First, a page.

Niels
 

Bill Atwood

Registered User
Supporter
United States
Just to be clear, the reported focusing issue is ONLY with the A7RIV & 200-600 combo. Both units work well with all other bodies or lenses. Even those reporting it can get good results, its just that the keeper rate is rather low, and the reason as of yet has not been determined. Enough pros have mentioned it to Sony to get their tech folks investigating it. There is hope for a firmware fix, apparently Sony had some very welcome and substantial firmware updates for the A7Riii and A9, but I'm not holding my breath for the current issue.
 

davids

Well-known member
David, one thing to consider: the view in APC or FF view is wider than you are used to. To get the same field of view you will need a longer lens than 400.

Niels

Niels, thanks for replying. Is this the same issue as the equivalent focal length? My understanding is that compared to a full frame with a 400mm lens, the Sony APS-C has a crop factor of 1.5 giving an equivalent focal length of 600mm and my micro 4/3 camera has a crop factor of 2 giving an equivalent focal length of 800mm.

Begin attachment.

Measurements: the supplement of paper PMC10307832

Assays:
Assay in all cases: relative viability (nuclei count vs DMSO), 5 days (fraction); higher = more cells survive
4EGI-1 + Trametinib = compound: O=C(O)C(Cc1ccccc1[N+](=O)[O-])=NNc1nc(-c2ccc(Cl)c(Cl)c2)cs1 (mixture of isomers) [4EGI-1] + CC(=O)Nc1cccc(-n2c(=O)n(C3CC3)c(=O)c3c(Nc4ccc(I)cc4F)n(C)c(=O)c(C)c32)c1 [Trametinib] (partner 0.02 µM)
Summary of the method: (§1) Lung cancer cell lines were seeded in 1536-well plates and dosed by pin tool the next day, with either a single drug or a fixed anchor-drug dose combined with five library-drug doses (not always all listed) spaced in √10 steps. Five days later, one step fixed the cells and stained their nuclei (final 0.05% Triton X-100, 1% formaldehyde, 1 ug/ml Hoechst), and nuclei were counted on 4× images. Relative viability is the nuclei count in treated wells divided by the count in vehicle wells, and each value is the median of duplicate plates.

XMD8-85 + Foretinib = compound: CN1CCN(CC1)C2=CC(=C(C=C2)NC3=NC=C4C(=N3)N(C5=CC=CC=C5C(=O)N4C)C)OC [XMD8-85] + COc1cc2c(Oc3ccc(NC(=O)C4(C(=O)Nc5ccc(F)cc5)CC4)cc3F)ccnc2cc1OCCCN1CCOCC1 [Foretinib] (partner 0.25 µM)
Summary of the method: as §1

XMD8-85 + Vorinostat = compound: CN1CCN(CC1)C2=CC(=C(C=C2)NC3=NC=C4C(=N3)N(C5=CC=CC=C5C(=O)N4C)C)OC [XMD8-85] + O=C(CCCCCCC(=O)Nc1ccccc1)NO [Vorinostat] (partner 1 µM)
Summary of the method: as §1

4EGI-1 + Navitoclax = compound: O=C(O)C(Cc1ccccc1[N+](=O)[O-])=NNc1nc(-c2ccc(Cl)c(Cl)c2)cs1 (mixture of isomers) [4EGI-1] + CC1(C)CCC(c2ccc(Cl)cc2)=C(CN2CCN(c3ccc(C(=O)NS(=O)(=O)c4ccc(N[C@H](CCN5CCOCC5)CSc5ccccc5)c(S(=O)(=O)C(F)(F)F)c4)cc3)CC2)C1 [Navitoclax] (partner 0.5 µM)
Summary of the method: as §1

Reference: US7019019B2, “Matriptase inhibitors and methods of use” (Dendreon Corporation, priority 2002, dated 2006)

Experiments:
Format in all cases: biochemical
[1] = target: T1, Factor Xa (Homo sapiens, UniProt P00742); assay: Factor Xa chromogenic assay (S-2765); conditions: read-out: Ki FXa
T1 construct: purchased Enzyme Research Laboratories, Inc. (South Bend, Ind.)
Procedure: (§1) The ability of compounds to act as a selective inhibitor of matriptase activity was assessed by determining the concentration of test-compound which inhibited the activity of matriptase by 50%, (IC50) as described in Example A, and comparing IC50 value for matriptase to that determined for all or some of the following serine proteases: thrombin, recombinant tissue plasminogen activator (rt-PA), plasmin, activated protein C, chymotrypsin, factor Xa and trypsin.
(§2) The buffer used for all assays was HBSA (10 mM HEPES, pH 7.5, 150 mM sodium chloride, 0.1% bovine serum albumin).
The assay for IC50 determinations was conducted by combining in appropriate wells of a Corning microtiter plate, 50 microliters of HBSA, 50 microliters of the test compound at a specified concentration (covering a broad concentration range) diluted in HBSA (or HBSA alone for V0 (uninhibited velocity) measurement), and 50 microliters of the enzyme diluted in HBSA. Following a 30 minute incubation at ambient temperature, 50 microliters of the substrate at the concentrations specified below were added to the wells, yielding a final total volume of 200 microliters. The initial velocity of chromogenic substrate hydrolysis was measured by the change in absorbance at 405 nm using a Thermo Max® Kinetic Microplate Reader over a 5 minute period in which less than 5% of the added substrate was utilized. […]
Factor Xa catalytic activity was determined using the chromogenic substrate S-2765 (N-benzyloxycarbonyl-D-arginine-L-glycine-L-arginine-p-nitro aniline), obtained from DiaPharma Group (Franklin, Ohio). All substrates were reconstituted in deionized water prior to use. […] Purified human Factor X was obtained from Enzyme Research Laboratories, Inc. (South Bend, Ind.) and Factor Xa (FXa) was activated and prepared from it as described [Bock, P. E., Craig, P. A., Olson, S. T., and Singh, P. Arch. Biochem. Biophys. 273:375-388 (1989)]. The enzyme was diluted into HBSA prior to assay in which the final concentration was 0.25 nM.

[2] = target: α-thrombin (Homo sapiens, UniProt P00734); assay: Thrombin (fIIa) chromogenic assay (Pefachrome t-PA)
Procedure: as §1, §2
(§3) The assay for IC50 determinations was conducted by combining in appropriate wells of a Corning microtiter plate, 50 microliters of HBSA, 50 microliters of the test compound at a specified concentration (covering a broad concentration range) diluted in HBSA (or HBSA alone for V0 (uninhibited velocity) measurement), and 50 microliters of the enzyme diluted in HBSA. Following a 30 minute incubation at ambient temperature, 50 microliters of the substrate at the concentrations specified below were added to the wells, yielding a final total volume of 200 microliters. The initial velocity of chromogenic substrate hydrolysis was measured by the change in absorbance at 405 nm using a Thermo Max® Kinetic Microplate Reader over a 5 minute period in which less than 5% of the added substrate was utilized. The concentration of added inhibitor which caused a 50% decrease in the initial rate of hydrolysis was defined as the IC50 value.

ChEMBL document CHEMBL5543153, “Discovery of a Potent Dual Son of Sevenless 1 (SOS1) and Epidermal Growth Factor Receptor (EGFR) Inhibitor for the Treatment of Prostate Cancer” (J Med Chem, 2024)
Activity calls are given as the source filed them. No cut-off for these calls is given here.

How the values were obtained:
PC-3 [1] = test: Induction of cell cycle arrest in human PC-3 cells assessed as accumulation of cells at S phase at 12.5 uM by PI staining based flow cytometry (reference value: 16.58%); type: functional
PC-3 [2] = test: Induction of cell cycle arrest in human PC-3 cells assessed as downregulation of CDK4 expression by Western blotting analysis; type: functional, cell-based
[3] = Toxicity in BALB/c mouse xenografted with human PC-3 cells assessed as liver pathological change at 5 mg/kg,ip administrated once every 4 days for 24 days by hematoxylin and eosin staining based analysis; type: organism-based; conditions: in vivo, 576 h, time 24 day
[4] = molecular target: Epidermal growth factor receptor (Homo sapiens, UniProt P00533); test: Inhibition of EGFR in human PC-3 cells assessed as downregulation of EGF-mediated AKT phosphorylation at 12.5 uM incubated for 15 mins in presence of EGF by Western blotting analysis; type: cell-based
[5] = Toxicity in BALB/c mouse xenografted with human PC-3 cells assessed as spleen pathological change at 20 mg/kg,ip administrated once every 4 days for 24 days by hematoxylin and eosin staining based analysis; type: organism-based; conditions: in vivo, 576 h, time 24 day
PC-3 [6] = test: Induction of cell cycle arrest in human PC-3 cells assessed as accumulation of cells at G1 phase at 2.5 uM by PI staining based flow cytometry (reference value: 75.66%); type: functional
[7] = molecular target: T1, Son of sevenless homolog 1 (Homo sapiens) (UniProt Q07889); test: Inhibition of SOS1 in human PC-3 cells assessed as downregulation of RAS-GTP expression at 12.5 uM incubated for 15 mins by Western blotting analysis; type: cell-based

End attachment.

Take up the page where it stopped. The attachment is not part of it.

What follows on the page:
What I am struggling to assess is the importance of sensor size.The A7Riii is full frame and a sensor size of 40MP. If I cropped that by 1.5 it would give me a file size of 18MP. This makes me think, in terms of reach, I would be better off with an APS-C camera (24MP) but I am not confident in my conclusion

Regards

David
 

davids

Well-known member
Just to be clear, the reported focusing issue is ONLY with the A7RIV & 200-600 combo. Both units work well with all other bodies or lenses. Even those reporting it can get good results, its just that the keeper rate is rather low, and the reason as of yet has not been determined. Enough pros have mentioned it to Sony to get their tech folks investigating it. There is hope for a firmware fix, apparently Sony had some very welcome and substantial firmware updates for the A7Riii and A9, but I'm not holding my breath for the current issue.

Thanks for clarifying that I hadn't understood it was just an A7RIV issue.
 

Zackiedawg

Well-known member
I can only opine on the A6600 and not the full-frame bodies, as I've only briefly handled the full-frame A7RIII and A7RIV - however I've been shooting with the A6300 and now A6600 for 5 years, with the FE100-400mm lens and now the 200-600mm lens as well.